Posted on July 18, 2014 by Mary Hood | 1 Comment
While diamonds are remants of geologic history, amber is a relic of ancient life.
Ant fossilized in Baltic amber.
Some stones, like natural black diamonds, have fascinating, prehistoric origins and serve as a reminder of the layers of time (and mystery!) between their formation and our present day. Amber is one of these stones. In fact, it often gives us a peek at life on earth as it was millions of years ago.
Often valued as a gemstone, Amber is actually fossilized tree resin. The viscous, golden-hued substance has a tendency to ensnare, and ultimately preserve, the bodies of insects, giving us a 3-D view of ancient bugs.
Until 2012, paleontologists believed that the oldest amber dated back to roughly 130 million years ago (around the time trees were believed to produce enough resin to trap insects).
New findings, however, suggest that three amber fossils found in northeastern Italy may in fact be 230 million years old, dating their origin to the Triassic era. Each fossil contains an ancient insect: one fly and two mites, which may help inform our understanding of fly and mite evolution.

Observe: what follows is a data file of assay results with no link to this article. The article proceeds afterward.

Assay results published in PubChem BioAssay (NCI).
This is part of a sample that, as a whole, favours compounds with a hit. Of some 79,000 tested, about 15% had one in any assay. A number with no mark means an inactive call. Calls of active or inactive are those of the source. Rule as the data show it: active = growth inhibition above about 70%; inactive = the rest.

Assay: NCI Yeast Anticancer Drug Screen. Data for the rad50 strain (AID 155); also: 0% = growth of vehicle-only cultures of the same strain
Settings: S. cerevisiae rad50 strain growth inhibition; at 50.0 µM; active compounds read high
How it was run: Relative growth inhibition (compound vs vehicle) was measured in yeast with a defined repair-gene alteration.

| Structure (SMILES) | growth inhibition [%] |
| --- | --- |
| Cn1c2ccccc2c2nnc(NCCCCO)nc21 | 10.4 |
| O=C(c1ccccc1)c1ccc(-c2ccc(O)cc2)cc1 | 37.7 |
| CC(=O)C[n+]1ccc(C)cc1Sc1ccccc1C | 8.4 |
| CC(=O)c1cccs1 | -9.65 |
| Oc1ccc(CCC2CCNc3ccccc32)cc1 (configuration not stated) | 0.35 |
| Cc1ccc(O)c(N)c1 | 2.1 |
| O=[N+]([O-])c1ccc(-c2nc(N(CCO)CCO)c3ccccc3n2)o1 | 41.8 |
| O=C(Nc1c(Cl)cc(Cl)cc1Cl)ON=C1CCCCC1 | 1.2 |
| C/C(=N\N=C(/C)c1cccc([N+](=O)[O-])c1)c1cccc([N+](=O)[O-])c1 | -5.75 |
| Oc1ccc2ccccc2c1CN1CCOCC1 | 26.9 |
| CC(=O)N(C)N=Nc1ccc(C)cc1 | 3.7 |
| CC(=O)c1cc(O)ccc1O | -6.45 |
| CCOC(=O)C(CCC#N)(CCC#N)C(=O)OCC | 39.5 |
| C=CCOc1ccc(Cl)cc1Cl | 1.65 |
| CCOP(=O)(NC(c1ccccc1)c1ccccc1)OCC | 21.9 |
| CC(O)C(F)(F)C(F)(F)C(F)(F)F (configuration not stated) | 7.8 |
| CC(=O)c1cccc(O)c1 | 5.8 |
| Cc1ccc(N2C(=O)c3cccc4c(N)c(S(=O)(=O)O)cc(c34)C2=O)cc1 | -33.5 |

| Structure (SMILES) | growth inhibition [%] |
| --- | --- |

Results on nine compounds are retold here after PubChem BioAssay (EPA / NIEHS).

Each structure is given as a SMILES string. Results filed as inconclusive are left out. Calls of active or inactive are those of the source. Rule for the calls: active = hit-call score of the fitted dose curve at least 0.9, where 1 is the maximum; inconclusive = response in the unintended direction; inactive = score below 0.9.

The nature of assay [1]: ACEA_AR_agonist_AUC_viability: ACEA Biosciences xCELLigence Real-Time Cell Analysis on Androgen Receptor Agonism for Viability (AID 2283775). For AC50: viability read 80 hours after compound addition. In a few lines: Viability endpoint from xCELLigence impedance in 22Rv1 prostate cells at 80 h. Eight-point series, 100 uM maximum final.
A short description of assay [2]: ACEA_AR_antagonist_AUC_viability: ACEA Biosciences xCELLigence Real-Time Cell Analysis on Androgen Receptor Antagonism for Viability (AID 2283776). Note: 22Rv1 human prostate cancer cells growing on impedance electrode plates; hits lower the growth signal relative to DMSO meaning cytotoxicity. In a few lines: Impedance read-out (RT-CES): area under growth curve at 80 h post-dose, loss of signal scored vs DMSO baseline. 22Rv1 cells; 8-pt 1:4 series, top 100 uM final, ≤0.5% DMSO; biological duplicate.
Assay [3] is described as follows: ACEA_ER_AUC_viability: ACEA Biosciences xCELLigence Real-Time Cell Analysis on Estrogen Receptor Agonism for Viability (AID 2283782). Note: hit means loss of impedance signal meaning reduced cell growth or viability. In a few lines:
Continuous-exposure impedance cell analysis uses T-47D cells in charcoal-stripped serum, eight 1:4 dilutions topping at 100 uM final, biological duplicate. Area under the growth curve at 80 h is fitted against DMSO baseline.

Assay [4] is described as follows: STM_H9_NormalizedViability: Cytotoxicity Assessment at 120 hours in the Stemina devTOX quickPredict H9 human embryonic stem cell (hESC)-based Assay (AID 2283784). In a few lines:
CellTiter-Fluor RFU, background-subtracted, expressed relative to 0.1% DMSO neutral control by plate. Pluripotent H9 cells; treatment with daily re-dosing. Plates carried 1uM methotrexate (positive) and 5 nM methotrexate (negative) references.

It’s probably safe to say that the more amber is studied, the more knowledge of ancient ecosystems it will impart, rendering it immensely valuable to scientists and environmental-enthusiasts alike.
But long before amber was studied under microscope, it enjoyed a rich cultural significance. From the Neolithic period to the present, amber has been used in jewelry, home decoration, and even as an ingredient in perfumes (the rich, earthy scent of amber is now widely produced synthetically). In ancient Greece, amber was used as a healing medicine while in ancient China, amber was burned in celebration at large festivals.
Amber is a common note in contemporary perfumes like "Spanish Amber" by Pacifica Perfume.
In a Lithuanian legend, the queen of the sea, Juraté, falls in love with a fisherman. Her jealous father punishes her by demolishing her amber palace and turning her into sea foam. Pieces of her amber palace are still found on the Baltic shore.
Amber fossils can be made into necklace pendants, brooches, and even 14k gold rings.
How would you like to wear this ancient insect on your hand?
Some amber bugs come at a high price, like this mating queen ant for $99,900.
Would you wear a bug fossilized in amber?
Photos: Wikipedia, Pacifica Perfume, Amanda Bass, Amberica West